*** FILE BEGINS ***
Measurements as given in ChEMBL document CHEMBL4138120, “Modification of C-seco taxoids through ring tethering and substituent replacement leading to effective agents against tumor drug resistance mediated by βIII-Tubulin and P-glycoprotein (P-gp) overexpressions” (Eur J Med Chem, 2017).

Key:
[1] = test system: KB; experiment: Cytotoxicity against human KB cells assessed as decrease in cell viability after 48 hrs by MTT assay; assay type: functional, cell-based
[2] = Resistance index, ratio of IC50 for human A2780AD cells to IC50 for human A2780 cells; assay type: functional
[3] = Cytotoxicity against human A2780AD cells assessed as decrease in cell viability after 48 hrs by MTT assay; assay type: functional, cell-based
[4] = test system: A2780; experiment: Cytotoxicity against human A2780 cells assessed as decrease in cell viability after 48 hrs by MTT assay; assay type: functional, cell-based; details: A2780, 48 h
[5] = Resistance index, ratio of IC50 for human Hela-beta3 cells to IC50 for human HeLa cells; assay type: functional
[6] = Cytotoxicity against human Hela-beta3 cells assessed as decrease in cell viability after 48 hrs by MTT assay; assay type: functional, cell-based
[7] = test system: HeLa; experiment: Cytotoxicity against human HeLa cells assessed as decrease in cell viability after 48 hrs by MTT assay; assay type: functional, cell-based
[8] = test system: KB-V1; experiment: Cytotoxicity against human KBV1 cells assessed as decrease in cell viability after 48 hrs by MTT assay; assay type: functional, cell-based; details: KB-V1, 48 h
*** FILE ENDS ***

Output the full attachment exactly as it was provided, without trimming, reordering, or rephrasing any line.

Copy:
Measurements as given in ChEMBL document CHEMBL4138120, “Modification of C-seco taxoids through ring tethering and substituent replacement leading to effective agents against tumor drug resistance mediated by βIII-Tubulin and P-glycoprotein (P-gp) overexpressions” (Eur J Med Chem, 2017).

Key:
[1] = test system: KB; experiment: Cytotoxicity against human KB cells assessed as decrease in cell viability after 48 hrs by MTT assay; assay type: functional, cell-based
[2] = Resistance index, ratio of IC50 for human A2780AD cells to IC50 for human A2780 cells; assay type: functional
[3] = Cytotoxicity against human A2780AD cells assessed as decrease in cell viability after 48 hrs by MTT assay; assay type: functional, cell-based
[4] = test system: A2780; experiment: Cytotoxicity against human A2780 cells assessed as decrease in cell viability after 48 hrs by MTT assay; assay type: functional, cell-based; details: A2780, 48 h
[5] = Resistance index, ratio of IC50 for human Hela-beta3 cells to IC50 for human HeLa cells; assay type: functional
[6] = Cytotoxicity against human Hela-beta3 cells assessed as decrease in cell viability after 48 hrs by MTT assay; assay type: functional, cell-based
[7] = test system: HeLa; experiment: Cytotoxicity against human HeLa cells assessed as decrease in cell viability after 48 hrs by MTT assay; assay type: functional, cell-based
[8] = test system: KB-V1; experiment: Cytotoxicity against human KBV1 cells assessed as decrease in cell viability after 48 hrs by MTT assay; assay type: functional, cell-based; details: KB-V1, 48 h